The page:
An Ode to My Parents

Ever since I won the Latinos in Social Media Award for “best activist blogger” — thank you, thank you, thank you for your votes! — I have received some requests for interviews.

Most recently, I was profiled for the “Block Rockers” column at the non-profit organization, Green For All. The column has this young and hip vibe, so this tired momma was flattered to be asked. :)

The first question I was asked off the bat was who inspired me to be an activist. Without hesitation I named two people: my parents. It’s true. Being the daughter of a Puerto Rican and Cuban immigrant, I didn’t grow up hearing stories about U.S. activists and heros. Instead, everything I learned about how to treat others, I learned from them.

There were two stories that I shared with Green for All that didn’t make it into the piece. The first is that I grew up in a two-bedroom house in North Miami with five other family members. Despite never remembering a time in my life when my parents could pay all of their bills, they insisted that we kids take a plate of food to an elderly woman living alone across the street. One, if not more of us, would keep her company while she ate to then take the plate back to my mother. Miss Lucy once asked my mother if she could pay for the food, but my mother refused any compensation.

The other story I shared was of my dad and us kids walking out and about in Miami. Every time homeless people came up to him, my father would open up his wallet and give them a bill, even if it was his last bill. Us kids oftentimes rolled our eyes because we didn’t believe the story the men told, or they appeared drunk. I admit, I don’t always give to homeless people — sometimes i do though — but I give generously to homeless shelters, non-profit organizations and other charities. Whenever I mail off a check that I think was too large, I immediately think if it were my parents they would have given more. Then I let it go.

My parents are the most generous people I know. They are true activists and unsung heroes in their day-to-day lives. For that, I want to recognize them. Their names are Diego and Elisanta Batista.

Okay, now it is your turn. Who has most inspired you?


Obama’s Election and the Abortion Debate

Especially now that Barack Obama has been elected president, some abortion foes are shifting their focus from banning to reducing the number of abortions in the country, according to the Washington Post.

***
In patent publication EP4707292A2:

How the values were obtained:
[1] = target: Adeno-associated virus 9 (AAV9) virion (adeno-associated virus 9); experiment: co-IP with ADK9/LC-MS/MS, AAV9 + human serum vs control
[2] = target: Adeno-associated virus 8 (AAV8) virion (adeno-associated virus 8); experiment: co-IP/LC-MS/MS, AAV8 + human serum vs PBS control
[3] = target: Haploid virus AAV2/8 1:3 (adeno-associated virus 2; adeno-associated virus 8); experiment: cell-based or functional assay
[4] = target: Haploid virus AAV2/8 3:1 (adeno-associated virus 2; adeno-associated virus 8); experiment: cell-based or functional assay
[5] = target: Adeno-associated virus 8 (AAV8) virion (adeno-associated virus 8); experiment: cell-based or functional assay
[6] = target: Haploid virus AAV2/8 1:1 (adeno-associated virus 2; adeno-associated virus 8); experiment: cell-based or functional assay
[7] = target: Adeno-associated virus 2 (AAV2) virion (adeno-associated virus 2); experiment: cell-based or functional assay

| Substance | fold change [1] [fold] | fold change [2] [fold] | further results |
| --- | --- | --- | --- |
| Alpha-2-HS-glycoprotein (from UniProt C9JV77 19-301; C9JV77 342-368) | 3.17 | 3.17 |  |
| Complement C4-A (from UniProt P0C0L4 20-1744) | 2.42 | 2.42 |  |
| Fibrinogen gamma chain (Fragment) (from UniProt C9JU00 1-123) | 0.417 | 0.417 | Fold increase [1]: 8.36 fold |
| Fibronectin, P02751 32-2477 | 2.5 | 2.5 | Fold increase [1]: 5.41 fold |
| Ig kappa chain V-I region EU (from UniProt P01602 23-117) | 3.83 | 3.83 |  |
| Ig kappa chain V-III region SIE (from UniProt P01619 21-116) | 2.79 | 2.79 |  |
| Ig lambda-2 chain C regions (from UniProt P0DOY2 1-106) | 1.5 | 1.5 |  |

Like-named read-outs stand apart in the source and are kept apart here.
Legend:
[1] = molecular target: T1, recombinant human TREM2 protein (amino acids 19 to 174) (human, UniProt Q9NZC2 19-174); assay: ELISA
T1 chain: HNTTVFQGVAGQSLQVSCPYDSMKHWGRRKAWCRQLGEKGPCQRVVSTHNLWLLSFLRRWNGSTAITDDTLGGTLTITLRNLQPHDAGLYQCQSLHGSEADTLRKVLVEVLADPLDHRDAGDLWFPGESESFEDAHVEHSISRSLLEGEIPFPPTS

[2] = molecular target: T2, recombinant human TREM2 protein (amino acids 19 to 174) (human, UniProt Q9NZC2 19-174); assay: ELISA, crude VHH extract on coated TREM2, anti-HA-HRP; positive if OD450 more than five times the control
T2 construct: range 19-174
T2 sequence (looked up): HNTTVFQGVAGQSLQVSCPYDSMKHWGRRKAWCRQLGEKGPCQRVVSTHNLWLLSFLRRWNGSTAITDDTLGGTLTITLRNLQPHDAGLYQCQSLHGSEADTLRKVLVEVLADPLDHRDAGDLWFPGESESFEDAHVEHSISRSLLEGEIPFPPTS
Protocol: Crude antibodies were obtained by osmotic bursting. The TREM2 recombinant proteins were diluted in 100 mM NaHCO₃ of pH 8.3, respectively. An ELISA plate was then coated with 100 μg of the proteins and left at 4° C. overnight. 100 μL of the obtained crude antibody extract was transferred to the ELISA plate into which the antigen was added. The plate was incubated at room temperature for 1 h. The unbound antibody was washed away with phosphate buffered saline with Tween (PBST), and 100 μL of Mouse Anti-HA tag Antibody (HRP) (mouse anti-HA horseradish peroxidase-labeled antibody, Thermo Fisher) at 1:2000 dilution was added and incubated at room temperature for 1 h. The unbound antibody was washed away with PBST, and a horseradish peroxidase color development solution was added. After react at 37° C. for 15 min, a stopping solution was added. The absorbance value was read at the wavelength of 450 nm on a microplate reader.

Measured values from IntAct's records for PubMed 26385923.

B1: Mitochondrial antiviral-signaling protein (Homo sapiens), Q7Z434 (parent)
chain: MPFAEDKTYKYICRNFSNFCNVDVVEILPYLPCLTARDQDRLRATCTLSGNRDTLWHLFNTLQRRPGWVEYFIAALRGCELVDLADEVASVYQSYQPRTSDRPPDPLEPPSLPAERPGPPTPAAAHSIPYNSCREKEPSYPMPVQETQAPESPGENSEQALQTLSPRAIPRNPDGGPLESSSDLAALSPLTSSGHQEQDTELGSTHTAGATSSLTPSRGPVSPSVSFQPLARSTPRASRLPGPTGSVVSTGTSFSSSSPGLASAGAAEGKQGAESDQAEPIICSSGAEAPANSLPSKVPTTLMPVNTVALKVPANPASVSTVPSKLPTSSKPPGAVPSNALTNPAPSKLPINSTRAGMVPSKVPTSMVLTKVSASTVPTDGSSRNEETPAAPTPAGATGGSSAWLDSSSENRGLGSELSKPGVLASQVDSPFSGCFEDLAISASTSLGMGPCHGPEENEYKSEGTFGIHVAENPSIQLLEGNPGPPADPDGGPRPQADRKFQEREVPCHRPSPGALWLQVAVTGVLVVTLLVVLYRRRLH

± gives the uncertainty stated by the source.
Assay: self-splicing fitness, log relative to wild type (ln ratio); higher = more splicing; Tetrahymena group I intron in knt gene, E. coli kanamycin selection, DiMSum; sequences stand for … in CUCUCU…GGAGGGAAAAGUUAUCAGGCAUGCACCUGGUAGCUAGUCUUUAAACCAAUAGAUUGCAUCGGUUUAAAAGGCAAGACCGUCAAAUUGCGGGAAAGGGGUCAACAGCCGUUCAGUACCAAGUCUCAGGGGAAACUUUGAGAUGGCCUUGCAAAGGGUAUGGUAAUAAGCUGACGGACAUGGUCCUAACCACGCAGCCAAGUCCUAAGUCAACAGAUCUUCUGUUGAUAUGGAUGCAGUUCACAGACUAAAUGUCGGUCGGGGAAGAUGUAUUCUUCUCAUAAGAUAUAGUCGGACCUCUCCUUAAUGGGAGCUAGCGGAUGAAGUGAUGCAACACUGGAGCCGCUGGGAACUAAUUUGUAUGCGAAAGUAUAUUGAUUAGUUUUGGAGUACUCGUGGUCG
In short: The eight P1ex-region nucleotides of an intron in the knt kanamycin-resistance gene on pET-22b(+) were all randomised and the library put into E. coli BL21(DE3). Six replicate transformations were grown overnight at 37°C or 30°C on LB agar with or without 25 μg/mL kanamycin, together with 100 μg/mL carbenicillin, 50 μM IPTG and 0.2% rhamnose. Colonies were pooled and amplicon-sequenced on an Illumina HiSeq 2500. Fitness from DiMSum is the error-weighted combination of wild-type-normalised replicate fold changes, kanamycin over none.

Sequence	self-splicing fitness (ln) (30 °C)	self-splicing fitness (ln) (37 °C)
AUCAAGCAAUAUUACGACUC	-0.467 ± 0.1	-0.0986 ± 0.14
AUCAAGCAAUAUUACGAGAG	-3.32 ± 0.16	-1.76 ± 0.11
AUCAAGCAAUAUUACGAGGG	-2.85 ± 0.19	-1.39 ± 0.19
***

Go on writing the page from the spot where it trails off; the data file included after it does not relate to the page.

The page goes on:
Some of the activists are actually working with abortion rights advocates to push for legislation in Congress that would provide pregnant women with health care, child care and money for education — services that could encourage them to continue their pregnancies.

Their efforts, they said, reflect the political reality that legal challenges to abortion rights will not be successful, especially after Barack Obama’s victory this month in the presidential election and the defeat of several ballot measures that would have restricted access to abortions. Although the activists insist that they are not retreating from their belief that abortion is immoral and should be outlawed, they argue that a more practical alternative is to try to reduce abortions through other means.

A study sponsored by Catholics in Alliance for the Common Good cited recent research showing that abortions among women living below the poverty line are more than four times that of women above 300 percent of the poverty level. The authors of the study found that social services like benefits for pregnant women and mothers and cash assistance to low-income families helped significantly reduce abortions in the United States the past two decades.

Still, the most virulent abortion foes say nothing less than a ban is acceptable to them. But the more practical and mixed coalition of abortion rights activists and foes have kept it together by focusing on the socioeconomic issues rather than hot-button topics like contraception and sex education.